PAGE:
The best Tiger Woods shot you’ve never heard about? Notah Begay has a candidate
Notah Begay is accustomed to being asked about Tiger Woods, his longtime friend and Stanford teammate.
At this week’s PGA Tour Champions event, in Naples, Fla., Begay was back at it, dutifully playing the role of Tiger whisperer. Sure, when he met with the assembled media at Tiburon Golf Club, Begay fielded plenty of queries about his own game — he’s been sharpening his skills at mini-tour events in Mexico, his primary goal for the Champions season is to maintain his playing status, he’ll continue to squeeze in as much TV work as his schedule allows — but inevitably the Tiger questions came. They almost always do.
In you case you missed it, Begay’s old pal is back in action on the PGA Tour this week, at the Genesis Invitational, marking Woods’ first official Tour start (non-major division!) since the fall of 2020. It’s a loaded field at Riviera, but when Woods’ week kicks off in earnest at 12:04 p.m. local time Thursday (with some guys named Rory and Justin tagging along for the ride), virtually all eyes will fall on the hobbled 15-time major winner.
How’s his swing? His stroke? His gait? His mood? His shoes? His teeth? Can he compete? Like, compete compete?
By Woods’ own admission, his pinned-together right ankle is still a significant problem area for him, but he also asserted Tuesday: “I would not have put myself out here if I didn’t think I could beat these guys and win the event. That’s my mentality. If I wasn’t ready to win at this level — I am very rusty, but I’ve come off a rusty situation before and I’ve done well, and I’ve had to utilize a lot of those tactics in practice in buildup.”
Woods is tough to read. That’s by design, of course. The best card players never tip their hands. Begay, on the other hand, tends to be more forthcoming about his pal’s progress. His expectations for Woods at Riv?
“I think a successful week for him [would] to be to complete 36 holes somewhat comfortably on that leg,” Begay said Wednesday. “If he’s able to make that cut, I think that’s a huge bonus, but just to sort of see where the stability is at.”
Begay said the last time he and Woods spent quality time together was at Begay’s own event — the Notah Begay III Junior Golf National Championship — in Orlando late last year, where Tiger’s son Charlie was in the field. “He wasn’t playing but was watching his son, so we had a lot of chance to just talk about some of the physical challenges, what his strategies were to address some deficiencies in stability, movement and strength, and we’re three months removed from that, so he’s had 60 to 90 days to implement that strategy,” Begay said. “He looked good moving yesterday, and now it’s just a matter of how much endurance does he have in the leg to sort of sustain 72 holes plus a pro-am?”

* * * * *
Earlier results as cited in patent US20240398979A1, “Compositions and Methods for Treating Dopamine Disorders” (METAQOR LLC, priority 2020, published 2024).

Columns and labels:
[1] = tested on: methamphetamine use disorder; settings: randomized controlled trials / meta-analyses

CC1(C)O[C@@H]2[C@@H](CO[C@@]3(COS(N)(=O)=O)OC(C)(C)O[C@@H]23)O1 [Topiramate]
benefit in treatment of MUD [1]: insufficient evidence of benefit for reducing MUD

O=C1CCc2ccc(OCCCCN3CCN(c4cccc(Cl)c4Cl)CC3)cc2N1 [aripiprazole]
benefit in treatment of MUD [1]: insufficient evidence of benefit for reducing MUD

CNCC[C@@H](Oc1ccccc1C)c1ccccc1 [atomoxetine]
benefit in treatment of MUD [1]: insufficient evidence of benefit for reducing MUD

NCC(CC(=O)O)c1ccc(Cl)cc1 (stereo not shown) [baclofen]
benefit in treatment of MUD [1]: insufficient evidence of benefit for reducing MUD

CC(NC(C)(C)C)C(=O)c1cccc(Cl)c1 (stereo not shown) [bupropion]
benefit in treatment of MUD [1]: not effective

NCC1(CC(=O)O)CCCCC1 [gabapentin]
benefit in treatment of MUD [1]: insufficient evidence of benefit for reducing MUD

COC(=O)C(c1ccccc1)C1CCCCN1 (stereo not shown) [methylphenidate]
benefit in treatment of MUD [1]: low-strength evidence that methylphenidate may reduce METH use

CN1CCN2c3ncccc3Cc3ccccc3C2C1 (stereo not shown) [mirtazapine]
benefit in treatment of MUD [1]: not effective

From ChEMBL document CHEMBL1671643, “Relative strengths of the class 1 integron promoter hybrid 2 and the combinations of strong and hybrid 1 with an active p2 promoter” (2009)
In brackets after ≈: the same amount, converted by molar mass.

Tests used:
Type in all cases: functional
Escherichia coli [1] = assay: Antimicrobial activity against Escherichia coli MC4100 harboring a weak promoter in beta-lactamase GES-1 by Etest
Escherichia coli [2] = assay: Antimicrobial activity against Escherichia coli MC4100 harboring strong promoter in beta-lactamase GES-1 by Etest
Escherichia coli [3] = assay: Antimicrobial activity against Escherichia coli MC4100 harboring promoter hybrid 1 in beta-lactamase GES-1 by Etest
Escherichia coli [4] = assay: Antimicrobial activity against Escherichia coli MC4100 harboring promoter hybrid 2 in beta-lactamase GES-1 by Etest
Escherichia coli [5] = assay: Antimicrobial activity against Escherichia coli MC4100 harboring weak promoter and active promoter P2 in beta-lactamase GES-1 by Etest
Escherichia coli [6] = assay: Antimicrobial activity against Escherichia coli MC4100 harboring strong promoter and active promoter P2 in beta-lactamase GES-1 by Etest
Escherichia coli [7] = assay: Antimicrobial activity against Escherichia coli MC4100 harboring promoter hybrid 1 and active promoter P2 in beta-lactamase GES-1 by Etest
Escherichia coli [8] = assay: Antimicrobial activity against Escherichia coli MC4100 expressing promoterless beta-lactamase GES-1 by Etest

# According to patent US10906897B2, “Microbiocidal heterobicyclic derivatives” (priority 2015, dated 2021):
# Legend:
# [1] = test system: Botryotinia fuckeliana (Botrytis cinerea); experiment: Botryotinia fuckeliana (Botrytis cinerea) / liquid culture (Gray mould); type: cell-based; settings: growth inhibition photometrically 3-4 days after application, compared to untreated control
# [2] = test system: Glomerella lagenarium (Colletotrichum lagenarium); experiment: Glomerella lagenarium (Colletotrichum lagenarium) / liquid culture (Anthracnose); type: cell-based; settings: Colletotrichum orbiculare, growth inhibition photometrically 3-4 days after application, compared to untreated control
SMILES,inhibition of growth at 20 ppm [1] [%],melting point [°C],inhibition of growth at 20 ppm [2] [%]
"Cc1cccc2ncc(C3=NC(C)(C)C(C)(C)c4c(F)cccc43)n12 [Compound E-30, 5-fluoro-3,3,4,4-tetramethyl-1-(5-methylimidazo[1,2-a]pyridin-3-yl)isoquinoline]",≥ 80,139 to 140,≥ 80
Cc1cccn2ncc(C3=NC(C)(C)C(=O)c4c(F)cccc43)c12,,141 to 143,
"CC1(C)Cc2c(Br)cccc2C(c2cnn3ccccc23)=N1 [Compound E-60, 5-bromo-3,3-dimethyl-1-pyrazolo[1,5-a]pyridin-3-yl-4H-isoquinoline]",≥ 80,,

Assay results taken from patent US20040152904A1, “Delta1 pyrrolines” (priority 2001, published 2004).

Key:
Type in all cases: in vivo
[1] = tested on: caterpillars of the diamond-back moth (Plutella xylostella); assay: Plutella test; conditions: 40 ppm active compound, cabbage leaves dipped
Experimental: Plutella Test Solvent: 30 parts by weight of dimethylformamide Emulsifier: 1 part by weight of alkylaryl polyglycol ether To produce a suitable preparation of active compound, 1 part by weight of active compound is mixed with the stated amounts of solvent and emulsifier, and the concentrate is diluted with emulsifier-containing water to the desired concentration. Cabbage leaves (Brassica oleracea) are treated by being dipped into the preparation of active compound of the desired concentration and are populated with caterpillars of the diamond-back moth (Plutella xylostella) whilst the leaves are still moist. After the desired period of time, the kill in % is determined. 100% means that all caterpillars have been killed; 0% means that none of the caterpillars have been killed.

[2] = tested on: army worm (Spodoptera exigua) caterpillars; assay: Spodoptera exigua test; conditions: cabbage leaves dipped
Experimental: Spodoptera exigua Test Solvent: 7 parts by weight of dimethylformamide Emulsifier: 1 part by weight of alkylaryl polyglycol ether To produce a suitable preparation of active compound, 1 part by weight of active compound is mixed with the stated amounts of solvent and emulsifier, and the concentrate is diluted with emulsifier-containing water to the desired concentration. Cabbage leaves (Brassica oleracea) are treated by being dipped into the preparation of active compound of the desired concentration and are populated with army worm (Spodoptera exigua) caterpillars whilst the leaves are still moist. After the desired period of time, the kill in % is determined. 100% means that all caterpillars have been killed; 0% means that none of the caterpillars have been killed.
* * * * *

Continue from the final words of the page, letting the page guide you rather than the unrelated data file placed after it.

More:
That’s the million-dollar question, or if you want to be really optimistic, the $3.6 million dollar question (that’s the whopping winner’s share at this, the third designated event of the calendar year). The odds are not in Woods’ favor. He’s out of form. He has a poor (by his standards) track record at Riviera. Heck, given the state of Woods lower body, simply having to navigate the steep descent from the first tee to the fairway by itself feels like cause for concern. But Begay also knows something else about his friend: he’s a miracle worker.
“I know that at any given moment, something special could just break open,” he said. “I’ve seen it so many times. Some of the best shots that I’ve seen from Tiger Woods was in rounds that it was just him and I out there, and I looked at it and how he did it, and I’m like, nobody else could do those sorts of things.”
A reporter asked Begay if he could recall one of those shots. Begay, praise be, could.
“We were playing at the Ritz-Carlton Grande Lakes and he had a half buried lie in a fairway bunker that I thought he was only going to be able to advance about 200 yards. He took a 2-iron out, and it was like the hand of God smacked the back of this ball because he flew it on the front edge about 236. I went over and I looked at the divot, and I just was like, nobody else could have done that with the skill and the power and the accuracy. I think he went up and made the putt, which made me even more mad because I lost the hole.”
Alas, another inimitable Tiger moment. Maybe he has one more in store for us this week.